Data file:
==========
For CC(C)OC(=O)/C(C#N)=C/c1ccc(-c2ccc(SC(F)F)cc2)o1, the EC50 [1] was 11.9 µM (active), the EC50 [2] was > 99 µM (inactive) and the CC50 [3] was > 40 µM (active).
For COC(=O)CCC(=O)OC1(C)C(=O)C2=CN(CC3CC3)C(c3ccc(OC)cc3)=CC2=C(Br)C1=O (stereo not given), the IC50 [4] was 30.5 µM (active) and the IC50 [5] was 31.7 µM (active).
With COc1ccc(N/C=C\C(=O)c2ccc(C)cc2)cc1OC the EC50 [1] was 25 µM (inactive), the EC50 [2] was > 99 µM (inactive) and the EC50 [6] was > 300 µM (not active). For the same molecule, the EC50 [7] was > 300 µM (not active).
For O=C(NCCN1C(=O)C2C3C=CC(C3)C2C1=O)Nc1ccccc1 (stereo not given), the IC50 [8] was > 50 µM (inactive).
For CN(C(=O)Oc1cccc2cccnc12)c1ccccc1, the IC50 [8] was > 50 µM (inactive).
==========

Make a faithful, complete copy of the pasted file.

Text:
For CC(C)OC(=O)/C(C#N)=C/c1ccc(-c2ccc(SC(F)F)cc2)o1, the EC50 [1] was 11.9 µM (active), the EC50 [2] was > 99 µM (inactive) and the CC50 [3] was > 40 µM (active).
For COC(=O)CCC(=O)OC1(C)C(=O)C2=CN(CC3CC3)C(c3ccc(OC)cc3)=CC2=C(Br)C1=O (stereo not given), the IC50 [4] was 30.5 µM (active) and the IC50 [5] was 31.7 µM (active).
With COc1ccc(N/C=C\C(=O)c2ccc(C)cc2)cc1OC the EC50 [1] was 25 µM (inactive), the EC50 [2] was > 99 µM (inactive) and the EC50 [6] was > 300 µM (not active). For the same molecule, the EC50 [7] was > 300 µM (not active).
For O=C(NCCN1C(=O)C2C3C=CC(C3)C2C1=O)Nc1ccccc1 (stereo not given), the IC50 [8] was > 50 µM (inactive).
For CN(C(=O)Oc1cccc2cccnc12)c1ccccc1, the IC50 [8] was > 50 µM (inactive).